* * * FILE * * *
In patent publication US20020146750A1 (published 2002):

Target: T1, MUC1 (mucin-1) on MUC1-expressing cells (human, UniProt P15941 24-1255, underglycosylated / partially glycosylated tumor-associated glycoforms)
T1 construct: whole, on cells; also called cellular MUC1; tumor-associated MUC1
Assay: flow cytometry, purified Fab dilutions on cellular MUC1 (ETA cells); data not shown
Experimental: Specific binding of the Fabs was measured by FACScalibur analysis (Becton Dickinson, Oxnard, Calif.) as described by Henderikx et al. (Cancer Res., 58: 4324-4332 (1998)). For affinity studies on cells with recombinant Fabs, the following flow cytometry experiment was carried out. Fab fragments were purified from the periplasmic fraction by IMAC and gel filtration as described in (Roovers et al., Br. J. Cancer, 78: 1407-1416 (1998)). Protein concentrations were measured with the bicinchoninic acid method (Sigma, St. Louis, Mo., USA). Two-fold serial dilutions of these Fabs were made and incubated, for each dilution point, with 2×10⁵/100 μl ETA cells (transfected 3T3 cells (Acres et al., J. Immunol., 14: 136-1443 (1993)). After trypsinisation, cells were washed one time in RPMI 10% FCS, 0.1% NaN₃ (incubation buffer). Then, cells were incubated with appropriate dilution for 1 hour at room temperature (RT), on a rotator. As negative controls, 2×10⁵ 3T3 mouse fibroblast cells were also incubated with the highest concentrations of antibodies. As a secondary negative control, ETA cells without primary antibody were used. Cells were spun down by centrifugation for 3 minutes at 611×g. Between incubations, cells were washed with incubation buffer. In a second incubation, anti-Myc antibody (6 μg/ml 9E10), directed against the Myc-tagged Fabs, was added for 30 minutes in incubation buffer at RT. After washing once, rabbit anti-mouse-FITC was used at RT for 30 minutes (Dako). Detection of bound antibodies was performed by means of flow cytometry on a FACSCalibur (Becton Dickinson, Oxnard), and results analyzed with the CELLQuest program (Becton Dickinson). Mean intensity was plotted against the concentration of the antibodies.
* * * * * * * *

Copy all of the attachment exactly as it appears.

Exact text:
In patent publication US20020146750A1 (published 2002):

Target: T1, MUC1 (mucin-1) on MUC1-expressing cells (human, UniProt P15941 24-1255, underglycosylated / partially glycosylated tumor-associated glycoforms)
T1 construct: whole, on cells; also called cellular MUC1; tumor-associated MUC1
Assay: flow cytometry, purified Fab dilutions on cellular MUC1 (ETA cells); data not shown
Experimental: Specific binding of the Fabs was measured by FACScalibur analysis (Becton Dickinson, Oxnard, Calif.) as described by Henderikx et al. (Cancer Res., 58: 4324-4332 (1998)). For affinity studies on cells with recombinant Fabs, the following flow cytometry experiment was carried out. Fab fragments were purified from the periplasmic fraction by IMAC and gel filtration as described in (Roovers et al., Br. J. Cancer, 78: 1407-1416 (1998)). Protein concentrations were measured with the bicinchoninic acid method (Sigma, St. Louis, Mo., USA). Two-fold serial dilutions of these Fabs were made and incubated, for each dilution point, with 2×10⁵/100 μl ETA cells (transfected 3T3 cells (Acres et al., J. Immunol., 14: 136-1443 (1993)). After trypsinisation, cells were washed one time in RPMI 10% FCS, 0.1% NaN₃ (incubation buffer). Then, cells were incubated with appropriate dilution for 1 hour at room temperature (RT), on a rotator. As negative controls, 2×10⁵ 3T3 mouse fibroblast cells were also incubated with the highest concentrations of antibodies. As a secondary negative control, ETA cells without primary antibody were used. Cells were spun down by centrifugation for 3 minutes at 611×g. Between incubations, cells were washed with incubation buffer. In a second incubation, anti-Myc antibody (6 μg/ml 9E10), directed against the Myc-tagged Fabs, was added for 30 minutes in incubation buffer at RT. After washing once, rabbit anti-mouse-FITC was used at RT for 30 minutes (Dako). Detection of bound antibodies was performed by means of flow cytometry on a FACSCalibur (Becton Dickinson, Oxnard), and results analyzed with the CELLQuest program (Becton Dickinson). Mean intensity was plotted against the concentration of the antibodies.